The paper’s expanded version, The Frontier in American History, is constructed in two parts, with an introduction. The first paragraph asserts that American history is the gradual settlement of the West, and this is followed by four paragraphs defining the frontier as a moving belt between settled and free land; it moved because of the force behind it. As an effect of the environment into which it moved, the frontier’s chief characteristic is a process of reversion to savagery followed by a slow recovery of civilization that, because its chief influences are indigenous, cannot be an imitation of European life and must therefore be American alone. If the frontier is the maker of Americans, and they are the makers of their history, then the frontier holds the key to that history.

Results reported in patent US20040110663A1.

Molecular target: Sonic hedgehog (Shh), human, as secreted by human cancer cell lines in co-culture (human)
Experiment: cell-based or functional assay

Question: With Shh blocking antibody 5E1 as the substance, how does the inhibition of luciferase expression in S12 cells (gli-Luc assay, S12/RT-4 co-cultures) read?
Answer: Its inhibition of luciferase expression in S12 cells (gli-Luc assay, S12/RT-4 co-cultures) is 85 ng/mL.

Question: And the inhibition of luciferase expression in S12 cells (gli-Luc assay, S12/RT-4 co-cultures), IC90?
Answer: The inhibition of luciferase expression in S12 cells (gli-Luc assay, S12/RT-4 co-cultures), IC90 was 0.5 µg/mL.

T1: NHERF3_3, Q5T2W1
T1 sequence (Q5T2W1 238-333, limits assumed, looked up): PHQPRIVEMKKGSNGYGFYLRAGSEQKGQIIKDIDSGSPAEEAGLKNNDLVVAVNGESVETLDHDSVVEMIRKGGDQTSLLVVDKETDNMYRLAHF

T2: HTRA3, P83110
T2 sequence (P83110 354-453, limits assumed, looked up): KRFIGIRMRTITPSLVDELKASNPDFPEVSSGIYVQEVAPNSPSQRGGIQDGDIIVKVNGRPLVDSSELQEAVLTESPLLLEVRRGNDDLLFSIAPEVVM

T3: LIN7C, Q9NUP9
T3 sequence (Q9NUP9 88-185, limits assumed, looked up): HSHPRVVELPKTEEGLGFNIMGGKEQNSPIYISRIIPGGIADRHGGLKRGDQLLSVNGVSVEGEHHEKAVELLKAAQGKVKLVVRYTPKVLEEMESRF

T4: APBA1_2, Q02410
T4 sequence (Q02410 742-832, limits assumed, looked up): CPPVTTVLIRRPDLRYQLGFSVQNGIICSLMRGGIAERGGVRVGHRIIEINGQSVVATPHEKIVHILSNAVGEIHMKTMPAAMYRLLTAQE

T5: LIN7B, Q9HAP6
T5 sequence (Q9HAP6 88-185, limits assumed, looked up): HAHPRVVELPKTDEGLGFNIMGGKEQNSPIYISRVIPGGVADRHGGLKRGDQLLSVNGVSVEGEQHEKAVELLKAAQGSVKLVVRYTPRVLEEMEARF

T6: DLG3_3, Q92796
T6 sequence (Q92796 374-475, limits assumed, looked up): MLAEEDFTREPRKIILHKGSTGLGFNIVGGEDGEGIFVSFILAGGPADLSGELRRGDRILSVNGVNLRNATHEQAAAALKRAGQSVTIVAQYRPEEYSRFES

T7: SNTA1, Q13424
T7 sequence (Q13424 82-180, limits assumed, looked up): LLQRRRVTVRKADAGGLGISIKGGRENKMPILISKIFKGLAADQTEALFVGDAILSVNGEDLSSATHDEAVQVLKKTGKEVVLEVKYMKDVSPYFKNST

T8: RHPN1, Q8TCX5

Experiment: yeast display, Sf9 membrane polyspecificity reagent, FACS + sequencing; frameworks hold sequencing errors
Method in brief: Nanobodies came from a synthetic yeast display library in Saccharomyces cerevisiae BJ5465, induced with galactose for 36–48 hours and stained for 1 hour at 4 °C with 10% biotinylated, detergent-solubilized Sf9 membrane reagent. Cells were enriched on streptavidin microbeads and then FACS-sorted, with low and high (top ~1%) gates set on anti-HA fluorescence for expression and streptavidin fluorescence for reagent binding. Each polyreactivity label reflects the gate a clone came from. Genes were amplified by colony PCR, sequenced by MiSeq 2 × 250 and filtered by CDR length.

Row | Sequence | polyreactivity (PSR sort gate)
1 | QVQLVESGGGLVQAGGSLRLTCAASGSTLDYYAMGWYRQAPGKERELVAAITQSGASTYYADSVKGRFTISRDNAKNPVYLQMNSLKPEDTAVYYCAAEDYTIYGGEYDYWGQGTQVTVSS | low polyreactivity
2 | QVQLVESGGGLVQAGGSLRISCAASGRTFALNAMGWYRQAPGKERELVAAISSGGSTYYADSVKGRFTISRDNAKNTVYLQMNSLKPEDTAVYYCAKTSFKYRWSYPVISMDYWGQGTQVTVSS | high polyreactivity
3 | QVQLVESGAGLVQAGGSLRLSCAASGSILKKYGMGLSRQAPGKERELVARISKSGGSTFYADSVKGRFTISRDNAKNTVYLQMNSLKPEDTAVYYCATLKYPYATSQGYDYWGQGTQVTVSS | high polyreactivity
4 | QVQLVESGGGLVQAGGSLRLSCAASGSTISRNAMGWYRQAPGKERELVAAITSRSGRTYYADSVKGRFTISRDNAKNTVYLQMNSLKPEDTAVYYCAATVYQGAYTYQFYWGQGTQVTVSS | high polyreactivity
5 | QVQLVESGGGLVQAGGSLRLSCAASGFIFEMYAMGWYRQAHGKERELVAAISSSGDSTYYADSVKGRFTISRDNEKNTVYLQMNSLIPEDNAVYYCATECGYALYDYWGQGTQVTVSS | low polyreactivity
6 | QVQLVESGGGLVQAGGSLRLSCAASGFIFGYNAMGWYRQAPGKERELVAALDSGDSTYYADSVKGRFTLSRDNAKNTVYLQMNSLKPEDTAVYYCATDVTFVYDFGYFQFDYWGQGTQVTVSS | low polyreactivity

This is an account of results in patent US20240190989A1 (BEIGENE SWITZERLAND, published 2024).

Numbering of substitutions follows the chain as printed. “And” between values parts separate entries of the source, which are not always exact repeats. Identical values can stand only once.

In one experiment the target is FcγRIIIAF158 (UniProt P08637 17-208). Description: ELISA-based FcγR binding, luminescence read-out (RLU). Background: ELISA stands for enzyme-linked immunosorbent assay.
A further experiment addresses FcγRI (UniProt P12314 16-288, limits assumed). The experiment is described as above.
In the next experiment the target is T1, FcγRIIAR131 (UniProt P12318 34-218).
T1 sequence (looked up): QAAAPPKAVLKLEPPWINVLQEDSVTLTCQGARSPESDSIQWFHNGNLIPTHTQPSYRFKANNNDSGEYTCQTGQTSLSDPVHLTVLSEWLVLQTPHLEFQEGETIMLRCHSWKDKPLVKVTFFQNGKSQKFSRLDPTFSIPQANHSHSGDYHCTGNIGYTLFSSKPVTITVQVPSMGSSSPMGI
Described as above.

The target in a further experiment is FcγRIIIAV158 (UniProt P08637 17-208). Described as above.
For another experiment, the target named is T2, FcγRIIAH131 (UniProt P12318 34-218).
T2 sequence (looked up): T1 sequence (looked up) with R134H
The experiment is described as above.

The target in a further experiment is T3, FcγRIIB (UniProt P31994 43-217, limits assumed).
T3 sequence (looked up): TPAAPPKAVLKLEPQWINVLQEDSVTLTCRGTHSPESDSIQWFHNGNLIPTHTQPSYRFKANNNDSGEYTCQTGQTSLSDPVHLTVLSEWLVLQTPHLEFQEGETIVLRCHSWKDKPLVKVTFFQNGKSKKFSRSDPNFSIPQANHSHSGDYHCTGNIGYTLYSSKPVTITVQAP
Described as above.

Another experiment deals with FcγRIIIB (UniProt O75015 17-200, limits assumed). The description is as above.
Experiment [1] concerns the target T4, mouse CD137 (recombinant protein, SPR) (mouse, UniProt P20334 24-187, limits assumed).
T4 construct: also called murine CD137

The first part of the book presents in rapid survey the different kinds of frontier in American history and the modes of advance from the time when it began as the frontier of Europe on the Atlantic seaboard in the early seventeenth century to its near completion in the 1880’s. The changes in the frontier were determined by the different geographical boundaries or “barriers” to the westward advance—American Indians, farm land, salt supplies, and the like. Here, Turner draws several vivid sketches of the succession of...